What I Wish I’d Known Before Starting a Doctoral Program

I started my doctoral program at my alma mater (for my Bachelor of Arts degree as well as my Master of Arts degree) back in August of 2017. It’s hard to believe that it’s been that long most of the time.

I feel like I’m a completely different program since then. I’ve had 3 different full-time jobs, about as many part-time jobs, and I’ve started (and ended) several businesses since the time I began. Oh, and how could I forget? A little global pandemic began somewhere in the time that I’ve been enrolled in my program. And, today, people are suggesting that World War III may have just begun.

I feel like I struggle with talking with other people about my dissertation today without feeling angry, like I’m a really deeply pathetic human being, or becoming sad. So I thought I’d try to write a cute little list about what I wish I’d known before I started my program instead. Here it goes.

  1. I wish I knew that a global pandemic would hit that would cause my program and my experience in my program to completely change.
  2. I wish I knew that I’d never get a chance to say goodbye to my cohort-mates who I began to view as very close friends, which isn’t something I do easily.
  3. I wish I knew that, though I’m someone who keeps up so many walls when it comes to friendships–I essentially have a rule to never get attached to people in friendships, and never ever at work or school, because I know they’ll always leave–that I’d let myself get attached to the people in this program. And I’d feel sad and foolish whenever I remembered how close I thought we were becoming and how sincerely I thought most of them would be in my life, to some extent, forever.
  4. I wish I knew that it would feel like I was wasting time and money. That no matter how many times I changed my topic that nothing would ever seem as important as the rest of my life obligations, dreams, and responsibilities.
  5. That people would stop caring. That it would seem like those closest to me didn’t even remember that I’m doing this thing with my life that takes up so much of my mental space (even when I’m not writing) that’s supposed to be a big deal. They’d forget to ask me about it. Or they’d even forget to forget. It would seem like this thing that I consider some self-defining journey wouldn’t even be on their radar.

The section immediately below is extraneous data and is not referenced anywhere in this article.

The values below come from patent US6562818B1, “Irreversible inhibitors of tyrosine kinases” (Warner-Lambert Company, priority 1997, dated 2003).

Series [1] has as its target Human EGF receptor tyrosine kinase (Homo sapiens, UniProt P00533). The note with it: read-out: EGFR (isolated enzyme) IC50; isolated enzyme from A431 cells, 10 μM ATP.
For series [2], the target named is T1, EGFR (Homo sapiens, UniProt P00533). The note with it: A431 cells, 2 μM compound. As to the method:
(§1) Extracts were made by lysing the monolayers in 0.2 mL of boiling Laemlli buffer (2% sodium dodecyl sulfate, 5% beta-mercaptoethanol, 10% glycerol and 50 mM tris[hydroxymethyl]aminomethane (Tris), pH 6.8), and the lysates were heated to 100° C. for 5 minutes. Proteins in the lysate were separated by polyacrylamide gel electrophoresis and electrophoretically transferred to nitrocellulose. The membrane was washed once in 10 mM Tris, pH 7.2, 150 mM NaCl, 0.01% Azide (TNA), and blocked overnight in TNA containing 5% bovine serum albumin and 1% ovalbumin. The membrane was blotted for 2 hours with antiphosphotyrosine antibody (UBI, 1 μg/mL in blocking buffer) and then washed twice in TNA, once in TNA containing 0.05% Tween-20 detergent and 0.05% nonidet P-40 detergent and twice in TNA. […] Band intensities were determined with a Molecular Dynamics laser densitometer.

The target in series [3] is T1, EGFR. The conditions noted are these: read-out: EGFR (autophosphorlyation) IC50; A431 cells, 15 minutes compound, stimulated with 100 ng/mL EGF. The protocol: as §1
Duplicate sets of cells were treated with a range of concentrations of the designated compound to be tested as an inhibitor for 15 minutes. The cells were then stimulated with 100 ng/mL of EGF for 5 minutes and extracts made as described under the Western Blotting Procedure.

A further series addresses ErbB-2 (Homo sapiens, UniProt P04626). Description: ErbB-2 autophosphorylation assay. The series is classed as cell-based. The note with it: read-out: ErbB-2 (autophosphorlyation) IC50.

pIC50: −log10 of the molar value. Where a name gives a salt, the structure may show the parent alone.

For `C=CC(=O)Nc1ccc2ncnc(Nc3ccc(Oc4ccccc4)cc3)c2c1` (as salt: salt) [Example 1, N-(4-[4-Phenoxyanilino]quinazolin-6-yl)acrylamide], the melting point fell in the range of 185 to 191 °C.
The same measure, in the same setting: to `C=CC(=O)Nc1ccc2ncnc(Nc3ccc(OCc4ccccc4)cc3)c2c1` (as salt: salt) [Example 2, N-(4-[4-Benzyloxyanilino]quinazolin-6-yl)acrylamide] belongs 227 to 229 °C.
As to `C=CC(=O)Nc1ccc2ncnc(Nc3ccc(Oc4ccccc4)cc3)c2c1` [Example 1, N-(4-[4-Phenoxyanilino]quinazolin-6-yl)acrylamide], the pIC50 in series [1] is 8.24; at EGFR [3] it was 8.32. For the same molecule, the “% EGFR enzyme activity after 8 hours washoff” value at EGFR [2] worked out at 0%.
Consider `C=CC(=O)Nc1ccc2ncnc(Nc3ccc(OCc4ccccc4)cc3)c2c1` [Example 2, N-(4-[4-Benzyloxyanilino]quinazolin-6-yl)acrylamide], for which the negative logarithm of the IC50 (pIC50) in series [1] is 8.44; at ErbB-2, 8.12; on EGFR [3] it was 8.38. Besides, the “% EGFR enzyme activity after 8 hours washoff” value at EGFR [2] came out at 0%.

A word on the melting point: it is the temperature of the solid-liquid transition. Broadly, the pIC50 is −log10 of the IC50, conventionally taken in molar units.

6. That when people actually did ask me about my dissertation, they’d be the people who had already finished or were a heck of a lot closer than me to finishing. And I’d feel deeply ashamed to even answer. I’d compare myself to them constantly in this arena and feel like I’d never measure up.
  7. That there would come a time when I wouldn’t even look forward to graduating. That finishing would simply feel like I’d finally relieved myself from some over-arching, self-inflicted mental angst that no one else could see and that no one else cared about. I would no longer look forward to completing this big, important goal that I dreamed would change the world and the way that others see me in it. It would simply feel like finishing would mean I had one less thing to worry about, or one less thing to feel bad about myself for, every day. So maybe I’d feel less like a failure every day, which would be great.
  8. That I’d get extremely anxious/depressed/want to cry whenever I had to speak to my dissertation chair or anyone who was considered an authority figure in the program.
  9. That I’d stop feeling like I was “good at school.” That, instead, I’d feel like an idiot. I’d feel like everyone in my program saw me that way. Like for the first time ever in an academic setting, I’d feel like I completely and total did not belong. I’d feel that none of my professors were impressed by me or found me innovative or interesting. I’d feel like their words of encouragement were simply some jargon they’d become accustomed to pulling out from a box of stock phrases for their slacker students who couldn’t get their stuff together.
  10. That it would all seem completely, entirely, all consumingly like one of the biggest mistakes of my life. But that I’d keep pushing through because I’d come “so close” to finishing.

To be continued.

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